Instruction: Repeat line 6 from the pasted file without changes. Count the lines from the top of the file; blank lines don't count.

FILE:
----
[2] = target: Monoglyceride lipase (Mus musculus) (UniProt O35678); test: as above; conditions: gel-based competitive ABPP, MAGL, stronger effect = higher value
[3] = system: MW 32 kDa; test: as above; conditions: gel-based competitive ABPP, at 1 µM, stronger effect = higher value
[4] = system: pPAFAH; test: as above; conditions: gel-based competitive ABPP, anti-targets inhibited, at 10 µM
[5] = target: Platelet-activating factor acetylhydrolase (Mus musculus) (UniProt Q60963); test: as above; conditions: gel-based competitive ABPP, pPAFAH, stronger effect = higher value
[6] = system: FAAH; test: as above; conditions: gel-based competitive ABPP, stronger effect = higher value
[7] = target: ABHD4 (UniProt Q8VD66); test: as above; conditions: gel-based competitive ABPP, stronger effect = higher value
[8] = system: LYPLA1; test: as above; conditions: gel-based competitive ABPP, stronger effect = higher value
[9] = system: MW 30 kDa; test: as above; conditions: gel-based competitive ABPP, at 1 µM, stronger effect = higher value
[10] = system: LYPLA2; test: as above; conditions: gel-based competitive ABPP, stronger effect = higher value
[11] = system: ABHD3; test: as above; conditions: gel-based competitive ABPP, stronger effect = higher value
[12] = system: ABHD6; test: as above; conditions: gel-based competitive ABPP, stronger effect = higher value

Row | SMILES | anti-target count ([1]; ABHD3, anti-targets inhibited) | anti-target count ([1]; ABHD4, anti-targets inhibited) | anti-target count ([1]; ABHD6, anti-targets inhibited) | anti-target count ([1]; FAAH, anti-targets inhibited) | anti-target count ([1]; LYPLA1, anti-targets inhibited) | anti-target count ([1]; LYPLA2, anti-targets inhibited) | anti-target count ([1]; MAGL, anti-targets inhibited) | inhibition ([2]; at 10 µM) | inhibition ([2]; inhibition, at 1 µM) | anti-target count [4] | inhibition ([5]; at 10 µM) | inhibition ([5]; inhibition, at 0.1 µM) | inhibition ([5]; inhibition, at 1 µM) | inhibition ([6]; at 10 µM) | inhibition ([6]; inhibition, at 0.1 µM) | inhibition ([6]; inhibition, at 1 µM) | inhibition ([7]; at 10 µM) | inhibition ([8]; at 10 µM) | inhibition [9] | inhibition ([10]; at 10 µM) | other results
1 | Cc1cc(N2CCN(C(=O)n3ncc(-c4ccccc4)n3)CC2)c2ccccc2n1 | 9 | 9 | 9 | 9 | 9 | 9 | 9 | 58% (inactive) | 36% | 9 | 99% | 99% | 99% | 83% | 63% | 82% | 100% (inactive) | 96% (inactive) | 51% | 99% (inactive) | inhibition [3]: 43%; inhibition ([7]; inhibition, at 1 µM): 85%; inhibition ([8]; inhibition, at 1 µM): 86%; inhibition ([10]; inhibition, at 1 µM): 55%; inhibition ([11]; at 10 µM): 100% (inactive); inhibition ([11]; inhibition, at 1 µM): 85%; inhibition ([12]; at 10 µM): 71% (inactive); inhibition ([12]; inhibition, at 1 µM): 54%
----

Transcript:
[7] = target: ABHD4 (UniProt Q8VD66); test: as above; conditions: gel-based competitive ABPP, stronger effect = higher value